New EU Commission puts climate change as top priority
The new European Commission that will take office in November is making climate change one of its very top priorities by Tuesday appointing a powerful Dutchman to run the portfolio.
Frans Timmermans, a 58-year-old Brussels veteran, will effectively be the number two in the incoming commission under Ursula von der Leyen, who has made cutting carbon emissions a key priority of her executive for the next five years.
His elevation to first executive vice president for a "European Green Deal", with powers over investment, taxes and food standards as Europe transitions to clean energy, was welcomed by environmental groups.
"The structure presented by Commission President-elect von der Leyen shows that she is following through on her climate and environmental promises by giving the highest level of attention to delivering on a European Green Deal," the head of the European office for the WWF, Ester Asin, said.
Von der Leyen told a news conference that Timmermans would be the pointman in making Europe "the world's first climate-neutral continent".
His stated mission, set out in a letter from von der Leyen, is to "look at everything from how we use and produce energy, unlock private investment and support new clean technologies, all the way through to the transport we use, the food we eat and the packaging we throw away".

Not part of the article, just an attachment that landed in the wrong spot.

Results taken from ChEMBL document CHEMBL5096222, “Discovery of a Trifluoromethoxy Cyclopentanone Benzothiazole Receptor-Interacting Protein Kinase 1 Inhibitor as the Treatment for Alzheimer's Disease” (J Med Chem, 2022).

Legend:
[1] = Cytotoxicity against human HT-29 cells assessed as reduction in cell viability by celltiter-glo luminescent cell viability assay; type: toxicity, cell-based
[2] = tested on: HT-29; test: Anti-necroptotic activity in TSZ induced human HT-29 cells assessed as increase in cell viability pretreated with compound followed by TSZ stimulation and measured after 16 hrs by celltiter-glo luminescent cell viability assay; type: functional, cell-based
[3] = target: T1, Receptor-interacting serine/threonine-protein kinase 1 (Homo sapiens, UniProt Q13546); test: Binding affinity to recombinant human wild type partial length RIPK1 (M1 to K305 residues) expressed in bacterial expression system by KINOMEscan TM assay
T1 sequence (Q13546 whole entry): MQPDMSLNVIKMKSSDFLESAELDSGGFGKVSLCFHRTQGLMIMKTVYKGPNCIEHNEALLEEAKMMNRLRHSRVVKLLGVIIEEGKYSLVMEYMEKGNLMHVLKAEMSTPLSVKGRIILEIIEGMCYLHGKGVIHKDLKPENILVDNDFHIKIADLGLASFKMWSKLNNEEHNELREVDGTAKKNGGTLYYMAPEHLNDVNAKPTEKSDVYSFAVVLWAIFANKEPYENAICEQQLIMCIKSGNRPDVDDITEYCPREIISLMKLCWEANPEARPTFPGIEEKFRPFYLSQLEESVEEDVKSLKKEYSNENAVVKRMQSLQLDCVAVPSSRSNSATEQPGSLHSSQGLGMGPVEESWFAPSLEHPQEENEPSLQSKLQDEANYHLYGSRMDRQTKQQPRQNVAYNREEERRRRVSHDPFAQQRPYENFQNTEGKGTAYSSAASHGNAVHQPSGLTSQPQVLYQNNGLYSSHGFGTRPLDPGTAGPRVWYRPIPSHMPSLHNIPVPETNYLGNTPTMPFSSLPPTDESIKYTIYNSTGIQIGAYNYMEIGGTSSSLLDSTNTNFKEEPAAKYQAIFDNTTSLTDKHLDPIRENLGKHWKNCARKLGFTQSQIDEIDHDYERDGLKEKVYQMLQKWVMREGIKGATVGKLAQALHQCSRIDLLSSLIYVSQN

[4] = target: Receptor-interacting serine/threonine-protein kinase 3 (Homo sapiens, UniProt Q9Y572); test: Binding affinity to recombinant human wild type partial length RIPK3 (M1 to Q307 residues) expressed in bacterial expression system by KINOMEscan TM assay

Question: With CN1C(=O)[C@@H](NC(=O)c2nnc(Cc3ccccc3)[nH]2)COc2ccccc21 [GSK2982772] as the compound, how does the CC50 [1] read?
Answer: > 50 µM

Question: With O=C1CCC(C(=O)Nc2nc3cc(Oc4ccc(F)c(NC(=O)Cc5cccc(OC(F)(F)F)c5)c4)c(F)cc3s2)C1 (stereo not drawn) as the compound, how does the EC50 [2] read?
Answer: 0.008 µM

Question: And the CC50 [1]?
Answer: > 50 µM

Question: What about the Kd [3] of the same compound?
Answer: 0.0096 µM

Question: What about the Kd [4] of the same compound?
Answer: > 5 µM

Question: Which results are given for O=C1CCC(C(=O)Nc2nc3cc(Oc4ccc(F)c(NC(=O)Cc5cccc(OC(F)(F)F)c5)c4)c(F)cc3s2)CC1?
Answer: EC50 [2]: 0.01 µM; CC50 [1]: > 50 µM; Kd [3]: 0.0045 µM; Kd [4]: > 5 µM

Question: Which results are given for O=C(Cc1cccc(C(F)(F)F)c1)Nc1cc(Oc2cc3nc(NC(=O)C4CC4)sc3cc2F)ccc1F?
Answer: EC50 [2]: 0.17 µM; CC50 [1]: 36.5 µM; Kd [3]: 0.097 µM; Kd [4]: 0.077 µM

The decision places the 2016 Paris climate agreement at the heart of the EU's policy. That stands in sharp contrast with the United States, which is pulling out of the accord under President Donald Trump who is a climate-change sceptic.
Von der Leyen reaffirmed the ambition for Europe to reach climate neutrality by 2050, but told Timmermans: "We have to be more ambitious when it comes to our 2030 emission reduction target. This should increase to at least 50 percent by 2030, up from the 40 percent currently agreed."
She also tasked him with international negotiations to increase engagement along the same lines by "other major emitters" by 2021.